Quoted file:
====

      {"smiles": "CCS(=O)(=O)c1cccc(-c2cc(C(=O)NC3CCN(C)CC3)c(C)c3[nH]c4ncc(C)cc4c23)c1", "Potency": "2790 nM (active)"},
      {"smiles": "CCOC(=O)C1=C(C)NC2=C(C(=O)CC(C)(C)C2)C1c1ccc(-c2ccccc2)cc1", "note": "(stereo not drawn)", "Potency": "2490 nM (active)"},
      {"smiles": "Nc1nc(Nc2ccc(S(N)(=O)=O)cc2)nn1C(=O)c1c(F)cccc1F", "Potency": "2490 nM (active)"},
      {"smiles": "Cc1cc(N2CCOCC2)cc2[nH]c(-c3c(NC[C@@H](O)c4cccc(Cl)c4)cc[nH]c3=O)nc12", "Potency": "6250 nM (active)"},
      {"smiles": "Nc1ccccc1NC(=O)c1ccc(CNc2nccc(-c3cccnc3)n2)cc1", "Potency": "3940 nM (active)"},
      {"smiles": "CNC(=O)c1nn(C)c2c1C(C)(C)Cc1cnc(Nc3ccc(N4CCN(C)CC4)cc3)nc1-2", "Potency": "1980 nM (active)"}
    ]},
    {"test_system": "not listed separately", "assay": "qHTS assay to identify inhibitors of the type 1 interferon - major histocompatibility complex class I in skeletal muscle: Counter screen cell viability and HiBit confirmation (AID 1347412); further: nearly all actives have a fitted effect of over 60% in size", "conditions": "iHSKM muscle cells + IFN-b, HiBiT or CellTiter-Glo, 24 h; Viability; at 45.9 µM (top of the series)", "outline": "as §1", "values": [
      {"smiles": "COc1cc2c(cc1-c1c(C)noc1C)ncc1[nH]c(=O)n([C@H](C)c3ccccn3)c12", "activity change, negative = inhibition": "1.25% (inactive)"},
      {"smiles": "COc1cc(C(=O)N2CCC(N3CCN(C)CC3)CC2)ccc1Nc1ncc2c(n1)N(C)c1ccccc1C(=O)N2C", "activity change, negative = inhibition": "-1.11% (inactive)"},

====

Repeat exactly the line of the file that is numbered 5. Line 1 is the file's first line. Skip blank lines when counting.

      {"smiles": "Nc1ccccc1NC(=O)c1ccc(CNc2nccc(-c3cccnc3)n2)cc1", "Potency": "3940 nM (active)"},